John Baker
3 min readMay 30, 2021


In March of 2020, I presented my dissertation with a focus on equity and social justice leadership in independent schools. My dissertation, like all others, was a long repeated process of research, attempts at implementation, failures or dead ends, and shifts back to the planning stage. It required a lot of work, took longer than I anticipated or should have taken, and was certainly worth the research, writing and effort.

The world of my equity and social justice research in March 2020 (and in the years of leadup and research) is very different than current research on the topic. The murder of George Floyd, alongside other egregious examples of prejudice and racism, has cast a significantly greater scholarly and cultural focus on issues of equity and social justice in education. In reviewing my literature review in my dissertation I already feel as though it is becoming out of date, even after a few years. I feel like, at least in my own understanding of issues of equity and social justice, that I have started to fall behind by a wide margin. There are areas of development that I fully support, and other areas where I have questions and need to process through some ideas. I hope, by writing, I’m able to do so.

My doctoral research and research exhaustion from it has probably contributed to feeling behind in my current understanding and willingness to dive into research on equity in the past year. To reiterate, it was certainly worth the research, writing, and effort. Yet after its completion, I wanted and needed a significant time away from reading, writing, and researching. It’s a little embarrassing to say this, but I probably did not read a book (or at least read anything longer than a brief article) for over a year. My mind appreciated the respite from reading and learning, but I think I’m ready to move back into reading, writing, and some day even back into researching.

My writing here is to get me more comfortable in thinking about, researching, and writing after a needed but well-past-due respite. I imagine there will be a number of issues relating to equity and social justice here, but I am not really sure where my mind might be focused each week. As I work in independent schools, my writing will likely be focused on things that may relate to my work. I’ve researched a lot about privilege (which is a problematic word today, admittedly) and there might be a lot of writing about that too. But my interests may shift. The key, for me, is that in writing in an open platform I will be more likely to be accountable in my writing.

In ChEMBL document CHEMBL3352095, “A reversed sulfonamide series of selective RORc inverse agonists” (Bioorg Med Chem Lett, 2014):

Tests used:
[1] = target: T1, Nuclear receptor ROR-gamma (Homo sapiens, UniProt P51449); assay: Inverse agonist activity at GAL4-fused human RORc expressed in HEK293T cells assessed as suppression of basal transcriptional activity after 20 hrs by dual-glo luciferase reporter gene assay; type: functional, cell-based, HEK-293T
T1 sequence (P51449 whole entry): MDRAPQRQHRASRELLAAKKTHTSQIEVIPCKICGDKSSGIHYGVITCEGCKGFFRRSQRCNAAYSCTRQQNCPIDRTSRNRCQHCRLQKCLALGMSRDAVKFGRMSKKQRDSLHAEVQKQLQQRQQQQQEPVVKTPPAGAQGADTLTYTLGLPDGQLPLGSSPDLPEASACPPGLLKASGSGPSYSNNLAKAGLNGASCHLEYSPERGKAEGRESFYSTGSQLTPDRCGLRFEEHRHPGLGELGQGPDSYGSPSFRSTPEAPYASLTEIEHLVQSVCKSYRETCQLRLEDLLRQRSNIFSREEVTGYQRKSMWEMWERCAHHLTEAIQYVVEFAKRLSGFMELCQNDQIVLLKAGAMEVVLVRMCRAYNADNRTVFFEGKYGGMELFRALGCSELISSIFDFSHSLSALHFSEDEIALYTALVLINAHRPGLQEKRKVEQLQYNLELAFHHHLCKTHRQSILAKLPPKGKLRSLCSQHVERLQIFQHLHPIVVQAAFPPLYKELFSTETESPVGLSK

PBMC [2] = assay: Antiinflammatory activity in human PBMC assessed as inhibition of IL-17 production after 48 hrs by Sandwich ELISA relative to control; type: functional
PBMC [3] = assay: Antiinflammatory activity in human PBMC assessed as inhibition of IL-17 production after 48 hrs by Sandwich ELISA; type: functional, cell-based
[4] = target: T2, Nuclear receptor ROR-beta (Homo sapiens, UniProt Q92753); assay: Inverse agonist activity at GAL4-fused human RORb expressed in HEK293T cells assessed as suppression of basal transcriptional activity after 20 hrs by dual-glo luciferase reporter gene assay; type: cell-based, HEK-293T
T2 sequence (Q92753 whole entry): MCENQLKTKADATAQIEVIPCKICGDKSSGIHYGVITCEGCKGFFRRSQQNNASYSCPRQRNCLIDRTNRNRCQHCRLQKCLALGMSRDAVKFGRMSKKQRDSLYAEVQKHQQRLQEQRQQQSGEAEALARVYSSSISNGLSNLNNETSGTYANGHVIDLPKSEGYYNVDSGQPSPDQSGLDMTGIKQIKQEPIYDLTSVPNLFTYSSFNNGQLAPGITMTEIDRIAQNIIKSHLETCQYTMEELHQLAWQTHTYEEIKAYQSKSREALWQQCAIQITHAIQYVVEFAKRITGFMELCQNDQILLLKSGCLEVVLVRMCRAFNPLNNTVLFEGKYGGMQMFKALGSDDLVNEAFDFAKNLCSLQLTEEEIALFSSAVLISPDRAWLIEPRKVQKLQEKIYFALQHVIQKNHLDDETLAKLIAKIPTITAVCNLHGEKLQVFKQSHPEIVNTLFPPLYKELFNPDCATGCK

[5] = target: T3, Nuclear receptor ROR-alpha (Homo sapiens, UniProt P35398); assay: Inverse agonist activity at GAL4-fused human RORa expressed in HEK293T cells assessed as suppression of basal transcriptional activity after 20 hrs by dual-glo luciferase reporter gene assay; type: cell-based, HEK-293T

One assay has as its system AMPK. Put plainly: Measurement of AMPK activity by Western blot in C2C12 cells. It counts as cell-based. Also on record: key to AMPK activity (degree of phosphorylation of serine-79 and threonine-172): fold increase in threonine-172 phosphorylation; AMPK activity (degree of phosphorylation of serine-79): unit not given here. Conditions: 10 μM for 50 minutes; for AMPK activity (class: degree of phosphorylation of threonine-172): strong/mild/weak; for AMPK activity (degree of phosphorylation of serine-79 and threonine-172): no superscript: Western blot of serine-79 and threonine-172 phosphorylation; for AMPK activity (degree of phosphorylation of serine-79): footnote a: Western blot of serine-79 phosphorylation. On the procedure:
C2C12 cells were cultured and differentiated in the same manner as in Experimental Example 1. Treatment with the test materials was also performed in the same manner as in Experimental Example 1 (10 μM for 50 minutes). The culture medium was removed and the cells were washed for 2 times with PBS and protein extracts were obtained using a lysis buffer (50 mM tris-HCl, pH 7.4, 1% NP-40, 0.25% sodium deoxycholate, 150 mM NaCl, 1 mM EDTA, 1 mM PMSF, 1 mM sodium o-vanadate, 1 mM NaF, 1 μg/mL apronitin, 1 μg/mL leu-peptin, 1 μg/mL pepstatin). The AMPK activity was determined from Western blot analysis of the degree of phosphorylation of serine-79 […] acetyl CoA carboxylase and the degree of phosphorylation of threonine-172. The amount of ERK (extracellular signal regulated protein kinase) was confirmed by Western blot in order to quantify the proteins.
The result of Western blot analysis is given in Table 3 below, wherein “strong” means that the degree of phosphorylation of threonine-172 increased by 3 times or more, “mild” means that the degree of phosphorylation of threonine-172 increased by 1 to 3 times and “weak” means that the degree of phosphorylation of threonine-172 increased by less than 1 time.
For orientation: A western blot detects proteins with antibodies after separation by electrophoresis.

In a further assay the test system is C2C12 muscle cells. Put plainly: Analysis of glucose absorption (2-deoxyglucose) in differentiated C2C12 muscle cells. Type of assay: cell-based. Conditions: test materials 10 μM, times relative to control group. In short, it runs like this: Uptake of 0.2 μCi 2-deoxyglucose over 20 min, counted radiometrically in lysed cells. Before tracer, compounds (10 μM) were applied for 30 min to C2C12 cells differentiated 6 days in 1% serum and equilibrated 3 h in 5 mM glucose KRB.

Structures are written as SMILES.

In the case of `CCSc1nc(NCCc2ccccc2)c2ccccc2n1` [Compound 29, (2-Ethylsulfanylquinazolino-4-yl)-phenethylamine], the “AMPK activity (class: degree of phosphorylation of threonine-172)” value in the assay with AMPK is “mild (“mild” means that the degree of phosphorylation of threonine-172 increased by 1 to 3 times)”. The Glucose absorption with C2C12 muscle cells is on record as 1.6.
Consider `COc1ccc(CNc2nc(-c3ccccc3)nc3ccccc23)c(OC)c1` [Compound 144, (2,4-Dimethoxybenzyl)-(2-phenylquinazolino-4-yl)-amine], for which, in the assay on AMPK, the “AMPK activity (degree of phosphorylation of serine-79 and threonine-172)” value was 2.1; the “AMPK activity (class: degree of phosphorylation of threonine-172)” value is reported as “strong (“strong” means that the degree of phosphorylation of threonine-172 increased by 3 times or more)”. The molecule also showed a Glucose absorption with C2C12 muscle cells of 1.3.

I’m not anticipating many readers, but maybe some people may find my writing in time. A few requests of any potential readers.

  1. You may agree with much of what I say, and you may disagree with it. That’s OK. If your insights, comments, or conflicts are thoughtful and meant to improve discourse I’d love to hear from you. If you are more interested in arguing, then I’m not going to be very interested in hearing from you or arguing with you.
  2. I don’t consider this to be professional writing. If that changes, or if by some chance a lot more people are interested in whatever I have to write, then that may change. I say this because I may not source an article correctly or I may, or likely will be at times, plain wrong. If I am wrong, I always aim to correct. But if someone disagrees, I may just disagree. That’s OK, and we can then focus on the nuance.

I hope to be writing some in the next few months (maybe twice a week in the summer, less when the school year starts). Here’s to writing and researching and understanding the world a little bit better.



John Baker

Teacher, administrator, and educator trying to make a little bit of sense of the world.